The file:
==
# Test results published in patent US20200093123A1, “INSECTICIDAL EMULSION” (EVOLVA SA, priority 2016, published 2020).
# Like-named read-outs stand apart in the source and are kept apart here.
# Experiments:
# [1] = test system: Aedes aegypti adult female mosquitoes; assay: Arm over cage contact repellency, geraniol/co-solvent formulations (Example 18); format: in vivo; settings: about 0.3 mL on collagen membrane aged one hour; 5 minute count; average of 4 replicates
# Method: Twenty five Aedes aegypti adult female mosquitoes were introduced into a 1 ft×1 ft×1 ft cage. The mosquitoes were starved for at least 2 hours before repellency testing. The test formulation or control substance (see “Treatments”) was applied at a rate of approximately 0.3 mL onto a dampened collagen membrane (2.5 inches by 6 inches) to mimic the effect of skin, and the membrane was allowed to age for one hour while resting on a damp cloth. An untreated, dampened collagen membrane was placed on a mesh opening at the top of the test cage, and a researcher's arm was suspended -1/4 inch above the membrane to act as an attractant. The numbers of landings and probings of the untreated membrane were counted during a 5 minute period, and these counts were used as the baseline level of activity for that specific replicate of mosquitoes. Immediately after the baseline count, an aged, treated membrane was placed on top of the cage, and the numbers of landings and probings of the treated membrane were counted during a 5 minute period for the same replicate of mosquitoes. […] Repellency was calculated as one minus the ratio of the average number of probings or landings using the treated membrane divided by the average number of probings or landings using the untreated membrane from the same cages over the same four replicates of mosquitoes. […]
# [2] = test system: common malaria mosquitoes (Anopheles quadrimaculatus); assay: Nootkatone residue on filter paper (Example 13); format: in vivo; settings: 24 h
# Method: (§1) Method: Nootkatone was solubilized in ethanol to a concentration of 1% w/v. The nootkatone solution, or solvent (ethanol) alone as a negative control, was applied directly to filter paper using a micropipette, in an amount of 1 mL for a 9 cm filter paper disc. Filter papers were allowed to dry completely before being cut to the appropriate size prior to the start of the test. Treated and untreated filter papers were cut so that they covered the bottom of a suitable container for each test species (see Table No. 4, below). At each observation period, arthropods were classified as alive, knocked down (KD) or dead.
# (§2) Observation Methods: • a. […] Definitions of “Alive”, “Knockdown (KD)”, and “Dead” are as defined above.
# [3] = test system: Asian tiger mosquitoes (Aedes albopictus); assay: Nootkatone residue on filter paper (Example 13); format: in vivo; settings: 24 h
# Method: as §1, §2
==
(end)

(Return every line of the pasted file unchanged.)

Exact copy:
# Test results published in patent US20200093123A1, “INSECTICIDAL EMULSION” (EVOLVA SA, priority 2016, published 2020).
# Like-named read-outs stand apart in the source and are kept apart here.
# Experiments:
# [1] = test system: Aedes aegypti adult female mosquitoes; assay: Arm over cage contact repellency, geraniol/co-solvent formulations (Example 18); format: in vivo; settings: about 0.3 mL on collagen membrane aged one hour; 5 minute count; average of 4 replicates
# Method: Twenty five Aedes aegypti adult female mosquitoes were introduced into a 1 ft×1 ft×1 ft cage. The mosquitoes were starved for at least 2 hours before repellency testing. The test formulation or control substance (see “Treatments”) was applied at a rate of approximately 0.3 mL onto a dampened collagen membrane (2.5 inches by 6 inches) to mimic the effect of skin, and the membrane was allowed to age for one hour while resting on a damp cloth. An untreated, dampened collagen membrane was placed on a mesh opening at the top of the test cage, and a researcher's arm was suspended -1/4 inch above the membrane to act as an attractant. The numbers of landings and probings of the untreated membrane were counted during a 5 minute period, and these counts were used as the baseline level of activity for that specific replicate of mosquitoes. Immediately after the baseline count, an aged, treated membrane was placed on top of the cage, and the numbers of landings and probings of the treated membrane were counted during a 5 minute period for the same replicate of mosquitoes. […] Repellency was calculated as one minus the ratio of the average number of probings or landings using the treated membrane divided by the average number of probings or landings using the untreated membrane from the same cages over the same four replicates of mosquitoes. […]
# [2] = test system: common malaria mosquitoes (Anopheles quadrimaculatus); assay: Nootkatone residue on filter paper (Example 13); format: in vivo; settings: 24 h
# Method: (§1) Method: Nootkatone was solubilized in ethanol to a concentration of 1% w/v. The nootkatone solution, or solvent (ethanol) alone as a negative control, was applied directly to filter paper using a micropipette, in an amount of 1 mL for a 9 cm filter paper disc. Filter papers were allowed to dry completely before being cut to the appropriate size prior to the start of the test. Treated and untreated filter papers were cut so that they covered the bottom of a suitable container for each test species (see Table No. 4, below). At each observation period, arthropods were classified as alive, knocked down (KD) or dead.
# (§2) Observation Methods: • a. […] Definitions of “Alive”, “Knockdown (KD)”, and “Dead” are as defined above.
# [3] = test system: Asian tiger mosquitoes (Aedes albopictus); assay: Nootkatone residue on filter paper (Example 13); format: in vivo; settings: 24 h
# Method: as §1, §2